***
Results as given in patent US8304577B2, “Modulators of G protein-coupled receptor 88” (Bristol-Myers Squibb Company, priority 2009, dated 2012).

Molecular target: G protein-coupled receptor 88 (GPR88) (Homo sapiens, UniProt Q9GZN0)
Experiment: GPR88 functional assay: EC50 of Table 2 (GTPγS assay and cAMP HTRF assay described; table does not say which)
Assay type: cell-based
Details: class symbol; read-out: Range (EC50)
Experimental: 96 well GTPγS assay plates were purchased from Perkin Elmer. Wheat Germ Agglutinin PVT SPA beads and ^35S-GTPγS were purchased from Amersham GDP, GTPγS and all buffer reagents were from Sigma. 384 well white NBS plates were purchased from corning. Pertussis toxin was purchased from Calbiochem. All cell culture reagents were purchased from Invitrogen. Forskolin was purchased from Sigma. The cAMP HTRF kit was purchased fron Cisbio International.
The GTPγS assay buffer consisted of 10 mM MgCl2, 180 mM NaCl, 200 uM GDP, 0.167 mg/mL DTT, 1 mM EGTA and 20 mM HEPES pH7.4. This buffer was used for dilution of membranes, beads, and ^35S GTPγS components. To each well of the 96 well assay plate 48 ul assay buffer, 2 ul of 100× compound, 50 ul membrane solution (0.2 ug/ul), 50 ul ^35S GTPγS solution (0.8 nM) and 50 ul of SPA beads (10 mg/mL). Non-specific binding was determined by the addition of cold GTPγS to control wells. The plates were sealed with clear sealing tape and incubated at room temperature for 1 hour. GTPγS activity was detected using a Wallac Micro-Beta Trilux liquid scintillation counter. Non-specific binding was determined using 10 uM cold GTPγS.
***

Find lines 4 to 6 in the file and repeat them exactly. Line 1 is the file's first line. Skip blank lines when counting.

Assay type: cell-based
Details: class symbol; read-out: Range (EC50)
Experimental: 96 well GTPγS assay plates were purchased from Perkin Elmer. Wheat Germ Agglutinin PVT SPA beads and ^35S-GTPγS were purchased from Amersham GDP, GTPγS and all buffer reagents were from Sigma. 384 well white NBS plates were purchased from corning. Pertussis toxin was purchased from Calbiochem. All cell culture reagents were purchased from Invitrogen. Forskolin was purchased from Sigma. The cAMP HTRF kit was purchased fron Cisbio International.